Taking the Stress Out of Dentistry for Kids
How to Make Sure Your Child is at Ease in the Dentist's Chair
“Look Mom, no cavities!” used to be what we all wanted to hear (and say). But really, oral health means much more than just the absence of tooth decay. What better gift can we give our kids than a lifetime of healthy smiles? To do that, we need to help them become accustomed to — and even enjoy — going to the dentist regularly. Studies have shown that good oral health may improve your child's school performance and psychosocial development. Nowadays, all parents and child caregivers should be saying that their little ones enjoy dental visits and even look forward to them. If this isn't the case in your family, please read on!
Before The First Birthday
Ideally, a child's first dental visit should take place in the first year of life.
Ideally, a child's first dental visit should take place in the first year of life. While there might be only a few baby teeth visible, there's a lot that can be accomplished and importantly, it gets children used to being at the dentist's office. A recent evidence-based study proved that starting dental visits prior to age one reduces oral health costs (everyone wants to do that) and children have more pleasant future dental experiences.
A patient-centered and child-friendly approach involves a little fact-gathering and pointing out a risky activity or two (like drinking juice between meals or in a bottle at night) and putting our heads together to come up with a realistic and specific risk-targeted plan to develop healthy habits. We call it anticipatory guidance — learning about future oral health needs. The first visit includes an examination to make sure there are no signs of early dental disease and an instructional demonstration of the best ways to clean your child's teeth and gums. We also discuss the benefits of fluoride, how much to use and the ideal times to apply it. Please don't forget that toothpaste is not tummy-paste and should not be swallowed.
Home Sweet Home
Finding a dental practice should be like finding your child a cuddly warm blanket — a comfortable and secure environment in which real communication can occur. We refer to this nowadays as a “dental home.”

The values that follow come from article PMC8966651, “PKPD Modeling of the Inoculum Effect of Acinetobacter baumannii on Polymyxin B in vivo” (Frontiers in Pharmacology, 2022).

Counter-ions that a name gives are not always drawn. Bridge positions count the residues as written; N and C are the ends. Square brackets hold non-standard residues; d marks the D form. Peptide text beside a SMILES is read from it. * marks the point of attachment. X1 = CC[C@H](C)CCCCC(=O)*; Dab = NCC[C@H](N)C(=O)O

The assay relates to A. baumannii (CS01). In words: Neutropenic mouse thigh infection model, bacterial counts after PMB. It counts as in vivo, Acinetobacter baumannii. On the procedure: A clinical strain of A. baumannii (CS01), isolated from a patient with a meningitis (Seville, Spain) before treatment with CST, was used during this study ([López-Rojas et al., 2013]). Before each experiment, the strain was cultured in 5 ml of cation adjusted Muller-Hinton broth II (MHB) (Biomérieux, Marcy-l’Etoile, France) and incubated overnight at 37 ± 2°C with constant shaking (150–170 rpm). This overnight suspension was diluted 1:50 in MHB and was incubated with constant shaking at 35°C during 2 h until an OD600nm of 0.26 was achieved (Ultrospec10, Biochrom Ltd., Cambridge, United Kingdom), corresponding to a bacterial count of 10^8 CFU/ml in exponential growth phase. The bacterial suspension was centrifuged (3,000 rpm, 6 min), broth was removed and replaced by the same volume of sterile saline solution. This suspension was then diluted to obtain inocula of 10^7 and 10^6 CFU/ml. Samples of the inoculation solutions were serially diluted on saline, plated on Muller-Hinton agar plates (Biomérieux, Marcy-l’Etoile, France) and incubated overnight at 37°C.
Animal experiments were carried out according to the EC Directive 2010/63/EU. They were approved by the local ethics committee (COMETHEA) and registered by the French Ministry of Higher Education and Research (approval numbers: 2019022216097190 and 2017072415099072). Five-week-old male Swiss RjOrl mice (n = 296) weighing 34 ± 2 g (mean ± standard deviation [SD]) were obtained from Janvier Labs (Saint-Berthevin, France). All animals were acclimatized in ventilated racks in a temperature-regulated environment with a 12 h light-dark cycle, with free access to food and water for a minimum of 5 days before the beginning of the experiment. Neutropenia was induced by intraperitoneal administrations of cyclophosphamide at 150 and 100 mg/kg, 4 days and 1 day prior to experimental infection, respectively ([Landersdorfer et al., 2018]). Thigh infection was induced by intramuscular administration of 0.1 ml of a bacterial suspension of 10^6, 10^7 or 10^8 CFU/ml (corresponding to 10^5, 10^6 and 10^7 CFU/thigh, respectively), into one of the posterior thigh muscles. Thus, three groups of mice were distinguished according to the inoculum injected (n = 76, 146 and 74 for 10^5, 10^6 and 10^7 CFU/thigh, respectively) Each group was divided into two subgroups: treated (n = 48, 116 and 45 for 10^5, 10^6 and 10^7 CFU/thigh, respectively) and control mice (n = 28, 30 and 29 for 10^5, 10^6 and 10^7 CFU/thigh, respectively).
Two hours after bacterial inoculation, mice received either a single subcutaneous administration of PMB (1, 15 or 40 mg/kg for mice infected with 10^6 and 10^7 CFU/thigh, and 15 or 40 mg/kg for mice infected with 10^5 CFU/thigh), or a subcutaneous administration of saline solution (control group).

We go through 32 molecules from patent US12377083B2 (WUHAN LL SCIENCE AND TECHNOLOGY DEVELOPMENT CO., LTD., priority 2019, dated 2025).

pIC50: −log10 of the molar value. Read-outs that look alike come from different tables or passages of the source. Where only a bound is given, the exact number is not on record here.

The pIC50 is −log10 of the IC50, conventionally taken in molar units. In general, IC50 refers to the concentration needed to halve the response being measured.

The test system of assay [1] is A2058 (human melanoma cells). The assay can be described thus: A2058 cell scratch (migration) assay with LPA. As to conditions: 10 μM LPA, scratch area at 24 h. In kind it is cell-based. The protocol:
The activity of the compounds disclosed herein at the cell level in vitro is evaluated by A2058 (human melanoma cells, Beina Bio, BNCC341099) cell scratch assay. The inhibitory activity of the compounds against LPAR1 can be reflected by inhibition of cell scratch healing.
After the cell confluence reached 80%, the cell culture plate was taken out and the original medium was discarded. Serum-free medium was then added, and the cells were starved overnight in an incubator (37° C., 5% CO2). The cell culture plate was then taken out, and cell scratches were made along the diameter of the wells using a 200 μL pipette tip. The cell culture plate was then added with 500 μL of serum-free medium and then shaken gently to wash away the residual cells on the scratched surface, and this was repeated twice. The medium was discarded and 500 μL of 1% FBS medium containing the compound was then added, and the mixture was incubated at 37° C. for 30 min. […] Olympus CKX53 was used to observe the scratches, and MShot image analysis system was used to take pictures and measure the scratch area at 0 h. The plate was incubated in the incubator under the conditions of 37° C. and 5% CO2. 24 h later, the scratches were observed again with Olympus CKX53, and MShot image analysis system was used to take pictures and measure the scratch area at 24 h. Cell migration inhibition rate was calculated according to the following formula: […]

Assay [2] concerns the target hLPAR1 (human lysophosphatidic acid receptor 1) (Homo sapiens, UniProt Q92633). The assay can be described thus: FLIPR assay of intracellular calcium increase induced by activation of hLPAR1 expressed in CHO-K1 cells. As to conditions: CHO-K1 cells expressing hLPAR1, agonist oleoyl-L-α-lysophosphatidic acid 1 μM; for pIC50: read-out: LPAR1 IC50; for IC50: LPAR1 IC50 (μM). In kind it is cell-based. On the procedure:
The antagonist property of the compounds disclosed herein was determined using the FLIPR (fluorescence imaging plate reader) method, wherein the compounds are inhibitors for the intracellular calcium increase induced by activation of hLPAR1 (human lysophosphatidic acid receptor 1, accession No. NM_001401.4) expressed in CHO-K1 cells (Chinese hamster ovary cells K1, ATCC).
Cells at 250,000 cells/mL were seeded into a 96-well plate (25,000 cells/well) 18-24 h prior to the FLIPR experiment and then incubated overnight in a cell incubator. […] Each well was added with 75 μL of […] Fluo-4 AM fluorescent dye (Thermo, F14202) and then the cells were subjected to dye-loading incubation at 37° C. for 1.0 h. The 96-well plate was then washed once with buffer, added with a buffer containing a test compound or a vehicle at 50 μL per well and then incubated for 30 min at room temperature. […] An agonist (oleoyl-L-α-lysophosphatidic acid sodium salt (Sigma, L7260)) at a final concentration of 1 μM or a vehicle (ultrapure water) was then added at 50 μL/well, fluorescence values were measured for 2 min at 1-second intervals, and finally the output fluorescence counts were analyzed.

Preparing children prior to their first appointment minimizes fear of the unknown and those awkward first impressions. Not too much information though! A little pre-first-dental-visit talk can go a long way. Commonly, pediatric dentists and general dentists trained in child behavior will spend the beginning minutes just chatting and playfully telling and showing a child what's going to happen prior to doing anything. This allays jitters and builds trust and rapport. Gone are the days when dentists lectured kids and their parents — guilt trips are not productive. Real communication means listening as well as talking, and solving problems together.
Actions Speak Louder Than Words
Parents and caregivers set the tone for our kids, both at home as well as in the dental office. First, we should strive to take good care of our own teeth before attempting to show our kids how to. Curbing our own unhealthy habits like frequently eating sugary and starchy snacks between meals can influence our children's dietary intake for the rest of their lives. Ideally, we'd give up non-nutritious drinks and snacks altogether. Sodas, even diet varieties, and sports and energy drinks can be extremely damaging to teeth, as well as to general health.
True, sometimes we all find dental visits stressful, but it doesn't have to be that way. Stress at the dental office depends on a lot of things and can be decreased in children by what psychologists call “shaping and conditioning” behavior. Pediatric dentistry encourages use of these techniques. Getting young people on the right track early makes it more likely they will have positive emotional experiences which pave the way for lifetime dental health-maintenance routines.
When taking the first exciting trip to the dental office with our children, we need to remember to stay calm. When we feel nervous, our children pick up on it; even non-verbal body language conveys nervous tension. Be positive and smile! Pretend you're going to a favorite place. You or an older sibling can even hop into the dental chair first and model how fun and comfortable it is. As children grow and mature, they can assume more and more responsibility for their own health, but this can always be bolstered by our positive attitudes, examples and encouragement.